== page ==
Trump's Deleted Policy On Food Safety Should Concern Every Pregnant Woman
This week, while presenting to the Economic Club of New York, Republican presidential candidate Donald Trump proposed a few inventive new ways to cut back on taxes over the next 10 years. Chief among them? Trump suggested removing food safety regulations as part of his economic plan, calling the Food and Drug Administration's work "inspection overkill." While Trump's camp has since deleted this particularly thorny section from his economic proposition, the idea that a presidential candidate would throw food safety to the wind should concern pregnant women across the United States. After all, the FDA helps limit the outbreak of listeria and other harmful food-related illnesses that can — and do — affect pregnant women and their babies.
Trump's proposition to cut back on the FDA was revealed in a fact sheet on his website on Thursday (although it was quickly taken down and replaced with a new economic fact sheet that did not mention the FDA after media caught wind of it), according to The Hill. The fact sheet listed the "FDA Food Police" as a "regulation to be eliminated," explaining:
The FDA, of course, is the agency that helps protect American citizens (and those who import American products) from food-borne illnesses. In the past few months, it has investigated an outbreak of Hepatitis A (linked to frozen strawberries), an outbreak of E. coli (which kids under age 5 are especially susceptible to), and — especially crucial for pregnant women — multiple multi-state outbreaks of listeria (a bacteria that causes a condition that affects pregnant women and their fetuses, at times causing miscarriages, premature labor, and stillbirths).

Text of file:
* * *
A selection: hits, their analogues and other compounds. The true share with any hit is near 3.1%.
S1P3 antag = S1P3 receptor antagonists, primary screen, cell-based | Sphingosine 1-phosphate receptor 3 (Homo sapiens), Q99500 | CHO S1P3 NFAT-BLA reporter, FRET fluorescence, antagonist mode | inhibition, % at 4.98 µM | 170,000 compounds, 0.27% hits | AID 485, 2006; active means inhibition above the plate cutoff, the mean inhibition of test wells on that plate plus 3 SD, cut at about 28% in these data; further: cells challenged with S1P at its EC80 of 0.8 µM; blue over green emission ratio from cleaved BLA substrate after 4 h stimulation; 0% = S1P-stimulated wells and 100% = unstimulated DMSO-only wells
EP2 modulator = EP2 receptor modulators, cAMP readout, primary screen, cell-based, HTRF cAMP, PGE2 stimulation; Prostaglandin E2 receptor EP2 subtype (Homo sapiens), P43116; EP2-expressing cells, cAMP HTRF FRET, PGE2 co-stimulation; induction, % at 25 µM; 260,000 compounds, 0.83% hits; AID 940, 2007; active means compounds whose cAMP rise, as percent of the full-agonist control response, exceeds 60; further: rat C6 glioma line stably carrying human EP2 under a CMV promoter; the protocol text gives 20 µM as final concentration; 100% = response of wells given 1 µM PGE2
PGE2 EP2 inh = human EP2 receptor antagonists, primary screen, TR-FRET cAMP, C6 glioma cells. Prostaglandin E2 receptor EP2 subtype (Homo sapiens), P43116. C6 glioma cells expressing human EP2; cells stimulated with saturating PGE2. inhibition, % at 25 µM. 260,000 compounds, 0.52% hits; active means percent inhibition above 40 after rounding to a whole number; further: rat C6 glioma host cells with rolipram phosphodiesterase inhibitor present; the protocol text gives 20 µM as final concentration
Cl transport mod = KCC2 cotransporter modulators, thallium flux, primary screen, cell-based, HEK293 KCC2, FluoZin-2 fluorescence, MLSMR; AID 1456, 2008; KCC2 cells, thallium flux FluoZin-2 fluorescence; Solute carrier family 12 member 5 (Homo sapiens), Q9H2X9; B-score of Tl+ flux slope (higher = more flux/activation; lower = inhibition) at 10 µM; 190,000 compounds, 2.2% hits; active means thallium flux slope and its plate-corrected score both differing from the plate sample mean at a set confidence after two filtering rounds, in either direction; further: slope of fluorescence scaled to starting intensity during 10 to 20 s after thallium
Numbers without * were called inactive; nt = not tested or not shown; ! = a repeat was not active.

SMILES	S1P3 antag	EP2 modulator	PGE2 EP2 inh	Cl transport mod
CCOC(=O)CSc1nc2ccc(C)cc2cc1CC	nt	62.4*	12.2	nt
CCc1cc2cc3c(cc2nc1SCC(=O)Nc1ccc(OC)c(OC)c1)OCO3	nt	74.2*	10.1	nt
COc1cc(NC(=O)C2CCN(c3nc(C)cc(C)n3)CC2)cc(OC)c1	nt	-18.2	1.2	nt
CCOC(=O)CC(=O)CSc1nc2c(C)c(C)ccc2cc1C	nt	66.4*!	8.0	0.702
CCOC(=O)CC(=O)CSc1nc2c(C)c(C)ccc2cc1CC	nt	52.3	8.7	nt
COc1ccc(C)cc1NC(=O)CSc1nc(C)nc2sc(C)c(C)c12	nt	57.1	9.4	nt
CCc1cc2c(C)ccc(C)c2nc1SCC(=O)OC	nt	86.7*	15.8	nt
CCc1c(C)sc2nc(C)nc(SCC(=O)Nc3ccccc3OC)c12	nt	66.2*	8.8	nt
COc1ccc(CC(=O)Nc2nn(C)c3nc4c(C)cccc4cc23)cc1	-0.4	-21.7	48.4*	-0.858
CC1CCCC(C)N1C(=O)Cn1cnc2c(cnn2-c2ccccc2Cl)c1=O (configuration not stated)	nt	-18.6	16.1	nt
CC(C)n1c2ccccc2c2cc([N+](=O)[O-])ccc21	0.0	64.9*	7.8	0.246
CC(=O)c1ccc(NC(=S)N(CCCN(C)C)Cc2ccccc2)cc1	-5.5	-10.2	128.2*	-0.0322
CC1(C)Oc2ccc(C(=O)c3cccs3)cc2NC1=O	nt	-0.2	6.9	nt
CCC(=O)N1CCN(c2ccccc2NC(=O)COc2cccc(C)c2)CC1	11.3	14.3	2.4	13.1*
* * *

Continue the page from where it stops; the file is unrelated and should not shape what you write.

In fact, there have been multiple cases of multi-state listeria outbreaks in 2016 alone, which killed five people and affected many more. The FDA, however — along with other federal organizations — run The Listeria Initiative, a nationwide surveillance system that monitors cases of listeria and detects trends, effectively catching outbreaks before they spread to larger amounts of people, pregnant women included. (What a waste of tax dollars, am I right?)
The FDA also recalls dangerous products and ensures companies comply with food safety regulations, and the organization recently finished implementing new procedures called for by the Food Safety Modernization Act, which is the largest food safety law reform in over 70 years. The FSMA was signed into law by Pres. Barack Obama in 2011, and it helps the FDA move from "responding to contamination to preventing it," as the FDA put it, by enforcing stricter regulations when it comes to food production and processing.
In other words, Trump would like to slash funding that goes to a federal organization that helps protect families from potentially life-threatening food-borne illnesses (and the time, effort, and cost that goes into treating them). Unsurprisingly, that policy might not be great for food safety in the United States, seeing as the number of food-borne illnesses usually declines when the government increases safety standards for companies. (Huge surprise!)
Trump may have deleted his policy on food safety pretty rapidly, but the fact that his team even considered cutting FDA funding should be worrisome to pregnant women across the States — and anyone else who likes their food to come uncontaminated.